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A Tribute to Alvin Fielder (Live at Vision Festival XXIV) (2020) [Avant-Garde Jazz]; FLAC (tracks)

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A Tribute to Alvin Fielder (Live at Vision Festival XXIV) (2020) [Avant-Garde Jazz]; FLAC (tracks)

Unread postby Mike1985 » 20 Jun 2020, 16:13

Artist: Edward “Kidd” Jordan, Joel Futterman, William Parker and Hamid Drake
Album: A Tribute to Alvin Fielder (Live at Vision Festival XXIV)
Genre: Avant-Garde Jazz
Label: Mahakala Music
Released: 2020
Quality: FLAC (tracks)
  1. A Tribute to Alvin Fielder (Live at Vision Festival XXIV) (45:03)


  • Edward "Kidd" Jordan - Tenor Saxophone
  • Joel Futterman - Piano
  • William Parker - Contrabass
  • Hamid Drake - Drums & Percussion

When drummer, educator and historian Alvin Fielder passed away at the end of 2018, the world lost a musician as unassuming as his knowledge was inclusive. On June 12, 2019, Joel Futterman and Kidd Jordan, Fielder’s long-time musical associates, were joined by bassist William Parker and drummer Hamid Drake as the Vision Festival paid tribute to the master drummer. Like the man, the music made in his honor was exploratory and introspective. As you’ll hear, the 45-minute set is as diverse as it is unified, each phrase leading with spontaneous inexorability to the next, resolving only for the next to emerge with seamless precision.

The quartet comes out swinging, Jordan in his highest register, Futterman covering the others with multi-hued polyphrases rife with overtone and rich with timbre, Parker and Drake surrounding and eschewing but never thwarted by the deep pulse fostering their momentum. From that life-affirming multigestural moment, each detail has a profound impact on the whole, demonstrating the music’s various allegiances. Jordan’s march-time exhortations at 0:39 conjure the music’s New Orleans origins, while his quotation of “Nature Boy” from 5:15 on exemplifies the modality that returns throughout the set. The change of dynamics and harmony at 8:30 had been anticipated minutes before as Futterman, Parker and Drake crested vast waves of tone and timbre. All prefigures the chamber-music partnerships just over halfway through the set, Parker, Drake and Futterman engaging pointillism and sonority in constant dynamic and energy flux.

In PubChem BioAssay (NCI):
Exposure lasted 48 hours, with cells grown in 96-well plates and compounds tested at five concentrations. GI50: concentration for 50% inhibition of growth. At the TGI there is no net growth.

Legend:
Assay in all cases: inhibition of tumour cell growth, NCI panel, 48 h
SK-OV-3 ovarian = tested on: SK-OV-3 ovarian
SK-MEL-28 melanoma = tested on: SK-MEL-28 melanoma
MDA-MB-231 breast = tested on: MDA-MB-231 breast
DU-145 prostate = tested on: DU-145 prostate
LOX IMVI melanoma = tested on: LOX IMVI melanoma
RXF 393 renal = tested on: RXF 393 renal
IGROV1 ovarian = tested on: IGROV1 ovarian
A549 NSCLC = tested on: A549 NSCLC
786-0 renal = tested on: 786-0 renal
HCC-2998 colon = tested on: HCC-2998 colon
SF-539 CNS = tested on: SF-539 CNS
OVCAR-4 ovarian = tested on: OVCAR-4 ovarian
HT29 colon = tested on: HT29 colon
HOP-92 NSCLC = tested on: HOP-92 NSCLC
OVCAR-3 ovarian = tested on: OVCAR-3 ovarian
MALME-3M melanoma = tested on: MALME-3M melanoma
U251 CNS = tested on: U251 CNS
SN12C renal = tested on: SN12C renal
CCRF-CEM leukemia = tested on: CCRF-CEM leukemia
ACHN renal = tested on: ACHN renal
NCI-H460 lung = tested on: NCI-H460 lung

Temporality and genre become meaningless, whether because of Drake and Parker entering and exiting their ubiquitous groove mode or because of the group drones that finally usher out this magnificent composition in moment-to-moment mystical occurrence, exuding exuberance and the transcendent joy of interwoven creation far beyond the limits of chronological time. May this meeting of minds allow you to journey as they did.

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